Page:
MORGANTOWN, W.Va. — Sen. Jay Rockefeller — joined by coal miners and leaders of the U.S. Department of Labor and the Mine Safety and Health Administration — declared war on black lung disease Wednesday, April 23.
They gathered at the National Institute for Occupational Safety and Health (NIOSH) facility in Morgantown to announce the release of a new MSHA rule to lower miners’ exposure to breathable coal mine dust.
“It is preventable,” Rockefeller told the crowd of miners, their families and NIOSH workers.
Labor Secretary Thomas Perez and Assistant Secretary for Mine Safety and Health Joe Main said 76,000 miners have fallen to the deadly disease since 1968. More than $45 billion has been spent on compensation benefits to 200,000 miners with black lung.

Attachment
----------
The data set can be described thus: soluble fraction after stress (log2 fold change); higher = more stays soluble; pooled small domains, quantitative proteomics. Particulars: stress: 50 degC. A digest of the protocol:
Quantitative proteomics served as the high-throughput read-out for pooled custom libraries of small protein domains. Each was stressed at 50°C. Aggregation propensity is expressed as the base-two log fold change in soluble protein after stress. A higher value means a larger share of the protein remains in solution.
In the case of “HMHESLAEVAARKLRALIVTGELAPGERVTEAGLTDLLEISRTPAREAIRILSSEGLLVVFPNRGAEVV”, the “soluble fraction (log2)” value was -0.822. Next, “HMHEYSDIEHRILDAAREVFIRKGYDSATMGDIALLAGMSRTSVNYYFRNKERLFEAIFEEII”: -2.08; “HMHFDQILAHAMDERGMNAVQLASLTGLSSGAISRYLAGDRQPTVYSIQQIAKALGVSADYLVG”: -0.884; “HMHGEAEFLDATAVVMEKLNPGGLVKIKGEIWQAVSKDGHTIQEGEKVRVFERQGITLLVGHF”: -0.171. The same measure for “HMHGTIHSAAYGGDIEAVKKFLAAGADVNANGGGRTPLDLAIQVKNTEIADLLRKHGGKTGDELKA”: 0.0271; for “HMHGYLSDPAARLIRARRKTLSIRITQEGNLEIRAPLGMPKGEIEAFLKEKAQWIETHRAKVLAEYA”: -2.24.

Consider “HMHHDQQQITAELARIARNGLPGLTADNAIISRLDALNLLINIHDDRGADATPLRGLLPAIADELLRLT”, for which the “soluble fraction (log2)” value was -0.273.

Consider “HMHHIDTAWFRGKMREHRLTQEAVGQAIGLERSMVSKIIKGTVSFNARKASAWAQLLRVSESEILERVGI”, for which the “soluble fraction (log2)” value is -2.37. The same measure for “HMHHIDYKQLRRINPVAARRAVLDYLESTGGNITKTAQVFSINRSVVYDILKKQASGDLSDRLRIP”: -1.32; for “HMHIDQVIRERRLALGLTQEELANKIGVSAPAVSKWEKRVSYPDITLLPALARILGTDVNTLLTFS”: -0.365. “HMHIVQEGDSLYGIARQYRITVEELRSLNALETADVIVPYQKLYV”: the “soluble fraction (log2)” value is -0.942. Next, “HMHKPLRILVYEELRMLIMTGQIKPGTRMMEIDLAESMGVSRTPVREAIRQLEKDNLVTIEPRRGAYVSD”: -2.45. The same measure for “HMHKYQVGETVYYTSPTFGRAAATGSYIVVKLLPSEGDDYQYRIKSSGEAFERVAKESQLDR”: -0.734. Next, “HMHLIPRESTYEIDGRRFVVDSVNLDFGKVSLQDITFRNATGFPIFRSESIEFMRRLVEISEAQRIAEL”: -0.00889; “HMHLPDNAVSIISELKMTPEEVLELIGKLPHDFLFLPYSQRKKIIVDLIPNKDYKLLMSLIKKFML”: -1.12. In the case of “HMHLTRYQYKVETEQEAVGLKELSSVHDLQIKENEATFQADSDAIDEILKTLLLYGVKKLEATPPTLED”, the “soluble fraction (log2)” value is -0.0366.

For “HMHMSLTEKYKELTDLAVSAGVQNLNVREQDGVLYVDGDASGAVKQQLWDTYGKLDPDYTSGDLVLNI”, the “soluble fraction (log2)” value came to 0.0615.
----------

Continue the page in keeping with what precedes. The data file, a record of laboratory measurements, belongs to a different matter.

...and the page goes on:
MSHA explained that the new rule will lower the concentration of harmful respirable coal mine dust that causes coal workers’ pneumoconiosis — black lung. It includes increased sampling by mine operators, use of new technology for real-time sampling results, immediate corrective action when excessive dust levels are found, determination of noncompliance based on a single MSHA sample, and reduced dust standards. The rule takes effect Aug. 1, with some components phased in over the following two years..